After a fun-filled but dusty and tiring day riding quad-bikes around Kings Creek Station and exploring the wondrous panoramas of Kings Canyon, the idea of camping in the middle of the outback may alarm some. However my Northern Territory Checklist itinerary listed glamorous camping or glamping (is that a horrible word or is it just me?) at Kings Creek Wilderness Lodge.
Any concerns are removed the instant I arrive. The raised tented cabins offer the ultimate in outback accommodation. All feature reverse-cycling air-conditioning, fly-screening, superbly appointed private ensuite bathrooms and elegant relaxing private decks to enjoy the late afternoon sunset. The lodge is impressively designed for low enivronmental impactmaking maximum usage of water and generating most of its power via a large bank of solar panels.
Rather than numbers, each Kings Creek Wilderness Lodge cabin (there are only ten) is named after a significant central Australian who is written up in a compendium in the room. Sinking into the balcony deck chair, I read that Len Tuit is considered the father of Central Australian Tourism. Running mail trucks on desert tracks in the early half of last century, Len envisioned a day when he could share the outback country he loved with other Australians and people from around the world.
Battling typical government intransigence, lack of vision and apathy (one response included “how could a a large lump of rock be sold as a tourist destination“, Len persisted and eventually convinced authorities and the area around Uluru (Ayers Rock) was opened with a small town and decent access roads. I can imagine Len would be in his resting place very contented with his vision seeing people experience the Red Centre in locations like Kings Creek Station.
The lodge includes a gourmet dinner in its offering. Tasty pre-dinner nibbles and drinksare enjoyed outdoors over a campfire in the serenity of outback evening – tasty treats including salmon, smoked kangaroo, cheeses, quandong (local fruit) and more all skilfully combined with local herbs such as pepperberry, wattleseed, lemon myrtle and mountain black pepper as the guests compare stories of their day’s adventures. A dazzling array of stars and the silky white stripe of the Milky Way sits overhead, unseen with such cosmic intensity in typical cities and towns.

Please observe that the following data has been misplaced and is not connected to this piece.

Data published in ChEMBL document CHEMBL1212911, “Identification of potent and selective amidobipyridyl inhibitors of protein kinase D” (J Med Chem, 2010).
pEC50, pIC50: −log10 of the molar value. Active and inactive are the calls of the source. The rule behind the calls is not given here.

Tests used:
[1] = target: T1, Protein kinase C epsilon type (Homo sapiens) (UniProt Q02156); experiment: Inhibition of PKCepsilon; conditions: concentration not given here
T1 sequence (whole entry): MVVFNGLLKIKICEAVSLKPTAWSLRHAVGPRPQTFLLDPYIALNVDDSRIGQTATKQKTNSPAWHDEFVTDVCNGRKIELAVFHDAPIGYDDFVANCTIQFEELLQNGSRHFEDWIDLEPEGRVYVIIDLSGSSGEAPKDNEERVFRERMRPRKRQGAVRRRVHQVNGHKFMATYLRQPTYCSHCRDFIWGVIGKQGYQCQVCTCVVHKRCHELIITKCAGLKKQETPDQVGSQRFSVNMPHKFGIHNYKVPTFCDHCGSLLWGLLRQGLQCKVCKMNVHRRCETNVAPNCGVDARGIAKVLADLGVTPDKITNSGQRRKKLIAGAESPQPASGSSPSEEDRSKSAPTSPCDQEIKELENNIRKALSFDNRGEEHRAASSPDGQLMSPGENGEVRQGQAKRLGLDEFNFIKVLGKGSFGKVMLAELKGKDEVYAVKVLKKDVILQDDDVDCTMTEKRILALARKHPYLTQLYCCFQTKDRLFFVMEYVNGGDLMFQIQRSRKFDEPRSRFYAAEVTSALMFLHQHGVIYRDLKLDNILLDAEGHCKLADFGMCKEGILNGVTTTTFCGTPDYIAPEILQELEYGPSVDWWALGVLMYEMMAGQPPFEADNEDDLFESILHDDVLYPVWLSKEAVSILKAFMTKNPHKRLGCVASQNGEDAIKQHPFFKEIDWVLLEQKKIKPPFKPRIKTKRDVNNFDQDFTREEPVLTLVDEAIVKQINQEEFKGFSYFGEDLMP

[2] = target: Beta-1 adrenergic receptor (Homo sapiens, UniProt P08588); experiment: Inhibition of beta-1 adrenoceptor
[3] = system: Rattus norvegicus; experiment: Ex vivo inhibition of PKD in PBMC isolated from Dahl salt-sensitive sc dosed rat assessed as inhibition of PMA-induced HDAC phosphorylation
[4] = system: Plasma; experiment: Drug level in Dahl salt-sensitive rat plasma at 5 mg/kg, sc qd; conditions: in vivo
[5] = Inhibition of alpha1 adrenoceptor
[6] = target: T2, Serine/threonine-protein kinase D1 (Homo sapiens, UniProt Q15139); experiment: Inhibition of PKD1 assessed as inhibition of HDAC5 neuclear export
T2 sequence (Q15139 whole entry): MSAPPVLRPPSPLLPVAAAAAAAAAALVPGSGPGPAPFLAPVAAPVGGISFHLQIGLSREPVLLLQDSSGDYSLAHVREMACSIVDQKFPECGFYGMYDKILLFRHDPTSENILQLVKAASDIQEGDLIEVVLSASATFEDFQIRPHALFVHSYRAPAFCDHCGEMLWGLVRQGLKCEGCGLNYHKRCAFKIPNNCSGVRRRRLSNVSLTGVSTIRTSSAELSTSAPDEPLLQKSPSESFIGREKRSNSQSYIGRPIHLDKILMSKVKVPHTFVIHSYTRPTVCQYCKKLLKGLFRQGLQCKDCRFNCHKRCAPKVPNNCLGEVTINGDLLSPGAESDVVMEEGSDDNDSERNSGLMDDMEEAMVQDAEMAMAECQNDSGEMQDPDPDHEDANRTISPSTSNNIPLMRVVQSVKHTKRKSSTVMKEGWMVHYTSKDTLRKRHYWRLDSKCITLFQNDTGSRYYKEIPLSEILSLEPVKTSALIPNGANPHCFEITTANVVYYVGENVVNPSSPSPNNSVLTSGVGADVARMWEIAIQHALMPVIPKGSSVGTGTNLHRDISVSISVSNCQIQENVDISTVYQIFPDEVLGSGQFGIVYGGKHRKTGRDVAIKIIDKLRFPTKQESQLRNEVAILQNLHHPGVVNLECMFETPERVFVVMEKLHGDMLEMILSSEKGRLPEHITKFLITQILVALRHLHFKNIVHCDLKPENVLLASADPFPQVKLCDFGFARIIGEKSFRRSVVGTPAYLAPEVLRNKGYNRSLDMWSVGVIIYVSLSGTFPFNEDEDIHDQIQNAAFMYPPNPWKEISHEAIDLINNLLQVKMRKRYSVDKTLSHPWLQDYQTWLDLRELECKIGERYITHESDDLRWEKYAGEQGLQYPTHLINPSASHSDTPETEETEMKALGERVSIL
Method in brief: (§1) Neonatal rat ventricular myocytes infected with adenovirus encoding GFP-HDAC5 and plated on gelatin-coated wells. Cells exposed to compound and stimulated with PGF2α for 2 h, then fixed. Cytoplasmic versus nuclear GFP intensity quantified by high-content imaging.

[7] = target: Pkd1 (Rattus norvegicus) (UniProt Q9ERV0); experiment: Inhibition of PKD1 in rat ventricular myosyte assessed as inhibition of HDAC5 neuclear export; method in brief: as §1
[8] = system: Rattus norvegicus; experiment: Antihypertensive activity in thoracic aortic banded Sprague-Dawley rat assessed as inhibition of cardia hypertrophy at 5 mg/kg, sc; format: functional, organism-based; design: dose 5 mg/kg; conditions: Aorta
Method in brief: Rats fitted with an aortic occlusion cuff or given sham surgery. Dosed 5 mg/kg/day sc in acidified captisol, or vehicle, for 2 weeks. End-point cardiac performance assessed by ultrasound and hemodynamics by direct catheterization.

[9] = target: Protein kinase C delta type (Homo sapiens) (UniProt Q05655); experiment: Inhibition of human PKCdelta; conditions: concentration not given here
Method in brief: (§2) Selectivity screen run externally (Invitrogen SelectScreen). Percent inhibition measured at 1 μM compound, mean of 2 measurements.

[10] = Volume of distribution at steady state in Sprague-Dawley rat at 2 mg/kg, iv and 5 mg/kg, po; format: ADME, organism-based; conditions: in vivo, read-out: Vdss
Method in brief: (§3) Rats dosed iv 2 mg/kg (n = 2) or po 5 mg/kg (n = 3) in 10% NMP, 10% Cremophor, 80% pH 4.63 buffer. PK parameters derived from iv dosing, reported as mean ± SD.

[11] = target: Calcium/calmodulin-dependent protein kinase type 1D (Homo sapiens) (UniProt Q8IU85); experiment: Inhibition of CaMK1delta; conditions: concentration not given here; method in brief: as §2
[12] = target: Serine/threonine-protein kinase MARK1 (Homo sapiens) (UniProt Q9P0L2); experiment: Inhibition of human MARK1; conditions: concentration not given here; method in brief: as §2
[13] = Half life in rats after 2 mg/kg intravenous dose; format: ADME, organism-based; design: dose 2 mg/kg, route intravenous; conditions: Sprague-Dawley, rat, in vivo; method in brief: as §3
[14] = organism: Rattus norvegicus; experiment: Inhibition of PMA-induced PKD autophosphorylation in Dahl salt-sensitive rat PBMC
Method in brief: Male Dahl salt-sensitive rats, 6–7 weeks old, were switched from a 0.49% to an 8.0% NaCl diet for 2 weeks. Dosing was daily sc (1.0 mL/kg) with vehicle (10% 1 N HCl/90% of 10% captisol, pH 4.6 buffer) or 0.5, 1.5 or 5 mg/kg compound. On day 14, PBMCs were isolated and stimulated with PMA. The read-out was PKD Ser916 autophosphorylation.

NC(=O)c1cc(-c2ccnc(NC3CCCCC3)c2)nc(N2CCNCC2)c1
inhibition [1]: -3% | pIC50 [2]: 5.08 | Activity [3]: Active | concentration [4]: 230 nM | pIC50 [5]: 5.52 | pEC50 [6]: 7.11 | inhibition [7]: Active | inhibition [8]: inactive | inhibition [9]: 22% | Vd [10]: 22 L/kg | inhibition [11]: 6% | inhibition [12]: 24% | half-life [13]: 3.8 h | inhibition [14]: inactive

The main dinner is served a simple lounge / dining area, the walls covered with historic photos highlighting the battles of pioneering families eking a living in the spectacular but harsh outback.
Dinner is communal and includes camel minced with thyme wrapped in prosciutto, succulent lamb with some local herbs and chicken along with generous servings of vegetables, followed by enticing desserts.
It doesn’t get any closer to the outback than Kings Creek Wilderness Lodge. Perched on the doorstep of Kings Canyon and sited among desert oak trees in a secluded part of Kings Creek Station, Kings Canyon Wilderness Lodge is a truly unique Australian outback experience that will ensure that you enjoy your Red Centre experience without sacrificing any home comforts. And remember, raise a glass to thank Len Tuit, whose foresight pioneered tourism in Australia’s Red Centre.
The author travelled as a guest of Tourism NT and Plus7.